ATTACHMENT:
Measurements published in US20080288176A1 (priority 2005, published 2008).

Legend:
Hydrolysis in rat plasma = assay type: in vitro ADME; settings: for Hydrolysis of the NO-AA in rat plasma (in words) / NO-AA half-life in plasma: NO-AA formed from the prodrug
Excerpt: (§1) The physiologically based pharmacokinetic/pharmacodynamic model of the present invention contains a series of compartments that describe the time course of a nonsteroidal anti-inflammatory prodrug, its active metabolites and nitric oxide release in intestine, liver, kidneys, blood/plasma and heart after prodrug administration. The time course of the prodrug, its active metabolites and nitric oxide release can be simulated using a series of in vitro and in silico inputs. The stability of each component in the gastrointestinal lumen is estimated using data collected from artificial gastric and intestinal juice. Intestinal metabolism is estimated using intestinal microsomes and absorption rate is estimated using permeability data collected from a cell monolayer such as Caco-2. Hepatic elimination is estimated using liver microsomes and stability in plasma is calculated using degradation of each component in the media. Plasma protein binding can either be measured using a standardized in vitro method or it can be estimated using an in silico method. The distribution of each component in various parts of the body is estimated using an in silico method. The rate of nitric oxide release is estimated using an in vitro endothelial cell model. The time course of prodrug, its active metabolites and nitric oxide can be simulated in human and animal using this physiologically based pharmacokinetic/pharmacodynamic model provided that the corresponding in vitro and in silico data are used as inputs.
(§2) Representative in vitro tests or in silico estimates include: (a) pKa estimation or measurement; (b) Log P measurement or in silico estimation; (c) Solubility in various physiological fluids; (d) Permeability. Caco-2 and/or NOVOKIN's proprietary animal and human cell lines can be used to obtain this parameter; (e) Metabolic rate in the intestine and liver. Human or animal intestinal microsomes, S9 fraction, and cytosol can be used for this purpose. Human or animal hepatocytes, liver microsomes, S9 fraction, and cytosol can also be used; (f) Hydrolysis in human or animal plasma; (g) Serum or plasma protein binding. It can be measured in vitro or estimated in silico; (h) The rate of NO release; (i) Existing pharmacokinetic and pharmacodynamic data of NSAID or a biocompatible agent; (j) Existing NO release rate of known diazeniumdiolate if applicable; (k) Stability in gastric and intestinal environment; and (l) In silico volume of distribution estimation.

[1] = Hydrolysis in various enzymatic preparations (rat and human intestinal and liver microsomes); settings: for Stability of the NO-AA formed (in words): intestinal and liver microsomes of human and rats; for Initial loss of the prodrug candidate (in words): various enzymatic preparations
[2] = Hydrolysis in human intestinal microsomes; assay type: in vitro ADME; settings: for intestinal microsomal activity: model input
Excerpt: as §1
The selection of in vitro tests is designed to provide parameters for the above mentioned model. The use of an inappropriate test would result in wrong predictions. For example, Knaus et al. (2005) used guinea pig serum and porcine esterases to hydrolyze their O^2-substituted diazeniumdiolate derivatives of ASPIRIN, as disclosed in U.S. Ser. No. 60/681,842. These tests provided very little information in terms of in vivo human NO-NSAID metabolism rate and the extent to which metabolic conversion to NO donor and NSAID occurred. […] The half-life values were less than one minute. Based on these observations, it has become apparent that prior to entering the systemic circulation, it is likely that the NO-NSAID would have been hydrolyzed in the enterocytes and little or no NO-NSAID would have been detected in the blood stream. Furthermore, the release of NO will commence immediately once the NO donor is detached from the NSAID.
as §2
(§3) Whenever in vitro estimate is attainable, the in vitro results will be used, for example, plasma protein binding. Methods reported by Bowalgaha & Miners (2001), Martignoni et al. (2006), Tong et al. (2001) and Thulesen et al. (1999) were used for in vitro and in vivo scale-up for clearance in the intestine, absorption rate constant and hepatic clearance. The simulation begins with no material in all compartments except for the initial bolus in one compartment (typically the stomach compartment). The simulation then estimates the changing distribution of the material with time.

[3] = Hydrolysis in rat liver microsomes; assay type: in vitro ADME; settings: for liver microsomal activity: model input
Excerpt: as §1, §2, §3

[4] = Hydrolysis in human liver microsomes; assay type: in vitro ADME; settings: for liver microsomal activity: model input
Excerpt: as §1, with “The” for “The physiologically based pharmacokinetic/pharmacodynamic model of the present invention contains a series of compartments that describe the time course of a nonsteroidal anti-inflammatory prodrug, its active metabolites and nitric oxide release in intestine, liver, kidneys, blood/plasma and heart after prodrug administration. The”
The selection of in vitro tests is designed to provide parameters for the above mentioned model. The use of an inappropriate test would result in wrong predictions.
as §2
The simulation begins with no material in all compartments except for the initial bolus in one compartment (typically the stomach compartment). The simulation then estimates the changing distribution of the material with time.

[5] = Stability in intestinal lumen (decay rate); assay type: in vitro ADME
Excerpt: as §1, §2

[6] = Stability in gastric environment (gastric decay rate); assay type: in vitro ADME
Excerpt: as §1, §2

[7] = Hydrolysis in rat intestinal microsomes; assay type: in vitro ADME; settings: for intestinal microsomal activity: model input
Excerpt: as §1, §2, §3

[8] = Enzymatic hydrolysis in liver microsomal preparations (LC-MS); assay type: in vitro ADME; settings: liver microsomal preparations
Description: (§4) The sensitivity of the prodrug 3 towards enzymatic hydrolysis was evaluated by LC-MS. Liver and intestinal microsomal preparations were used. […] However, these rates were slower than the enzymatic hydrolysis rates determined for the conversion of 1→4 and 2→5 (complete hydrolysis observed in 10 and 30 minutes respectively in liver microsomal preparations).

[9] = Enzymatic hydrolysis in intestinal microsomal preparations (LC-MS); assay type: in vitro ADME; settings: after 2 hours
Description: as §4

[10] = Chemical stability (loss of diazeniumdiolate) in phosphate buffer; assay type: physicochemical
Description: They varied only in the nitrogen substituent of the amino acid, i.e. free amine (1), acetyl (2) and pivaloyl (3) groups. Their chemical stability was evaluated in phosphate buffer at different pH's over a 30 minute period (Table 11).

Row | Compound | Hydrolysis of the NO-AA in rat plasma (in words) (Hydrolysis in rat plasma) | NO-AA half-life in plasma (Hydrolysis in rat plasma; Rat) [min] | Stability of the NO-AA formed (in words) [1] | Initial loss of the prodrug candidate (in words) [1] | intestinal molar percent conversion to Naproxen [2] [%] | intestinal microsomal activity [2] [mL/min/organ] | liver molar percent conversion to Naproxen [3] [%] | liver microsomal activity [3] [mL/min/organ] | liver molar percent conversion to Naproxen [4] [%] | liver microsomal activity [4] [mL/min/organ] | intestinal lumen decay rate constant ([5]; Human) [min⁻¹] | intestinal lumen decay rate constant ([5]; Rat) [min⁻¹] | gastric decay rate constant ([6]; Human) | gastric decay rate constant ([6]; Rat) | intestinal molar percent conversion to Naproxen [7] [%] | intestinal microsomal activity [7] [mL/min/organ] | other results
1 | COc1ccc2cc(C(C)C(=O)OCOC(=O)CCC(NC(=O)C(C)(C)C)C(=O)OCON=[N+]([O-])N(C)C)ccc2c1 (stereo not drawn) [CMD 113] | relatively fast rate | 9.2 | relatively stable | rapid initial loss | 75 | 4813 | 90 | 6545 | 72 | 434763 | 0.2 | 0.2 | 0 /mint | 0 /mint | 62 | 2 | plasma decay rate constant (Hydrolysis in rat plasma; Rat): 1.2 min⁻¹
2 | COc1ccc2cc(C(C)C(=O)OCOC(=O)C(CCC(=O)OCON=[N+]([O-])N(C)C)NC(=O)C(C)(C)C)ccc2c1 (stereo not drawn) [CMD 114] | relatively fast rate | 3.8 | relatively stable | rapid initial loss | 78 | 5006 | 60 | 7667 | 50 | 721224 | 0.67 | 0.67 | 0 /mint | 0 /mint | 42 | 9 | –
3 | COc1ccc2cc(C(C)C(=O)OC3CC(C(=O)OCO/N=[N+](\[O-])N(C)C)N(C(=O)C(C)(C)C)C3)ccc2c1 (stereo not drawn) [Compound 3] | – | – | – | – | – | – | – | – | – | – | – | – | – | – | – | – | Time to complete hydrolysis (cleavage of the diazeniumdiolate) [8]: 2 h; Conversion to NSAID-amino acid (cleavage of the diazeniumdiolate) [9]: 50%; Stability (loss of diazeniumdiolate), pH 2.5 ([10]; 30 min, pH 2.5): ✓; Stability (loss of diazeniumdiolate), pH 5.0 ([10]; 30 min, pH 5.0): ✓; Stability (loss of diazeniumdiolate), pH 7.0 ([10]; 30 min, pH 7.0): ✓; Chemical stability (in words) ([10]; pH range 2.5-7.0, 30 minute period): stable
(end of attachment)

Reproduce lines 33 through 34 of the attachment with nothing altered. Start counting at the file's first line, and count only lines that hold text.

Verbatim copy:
2 | COc1ccc2cc(C(C)C(=O)OCOC(=O)C(CCC(=O)OCON=[N+]([O-])N(C)C)NC(=O)C(C)(C)C)ccc2c1 (stereo not drawn) [CMD 114] | relatively fast rate | 3.8 | relatively stable | rapid initial loss | 78 | 5006 | 60 | 7667 | 50 | 721224 | 0.67 | 0.67 | 0 /mint | 0 /mint | 42 | 9 | –
3 | COc1ccc2cc(C(C)C(=O)OC3CC(C(=O)OCO/N=[N+](\[O-])N(C)C)N(C(=O)C(C)(C)C)C3)ccc2c1 (stereo not drawn) [Compound 3] | – | – | – | – | – | – | – | – | – | – | – | – | – | – | – | – | Time to complete hydrolysis (cleavage of the diazeniumdiolate) [8]: 2 h; Conversion to NSAID-amino acid (cleavage of the diazeniumdiolate) [9]: 50%; Stability (loss of diazeniumdiolate), pH 2.5 ([10]; 30 min, pH 2.5): ✓; Stability (loss of diazeniumdiolate), pH 5.0 ([10]; 30 min, pH 5.0): ✓; Stability (loss of diazeniumdiolate), pH 7.0 ([10]; 30 min, pH 7.0): ✓; Chemical stability (in words) ([10]; pH range 2.5-7.0, 30 minute period): stable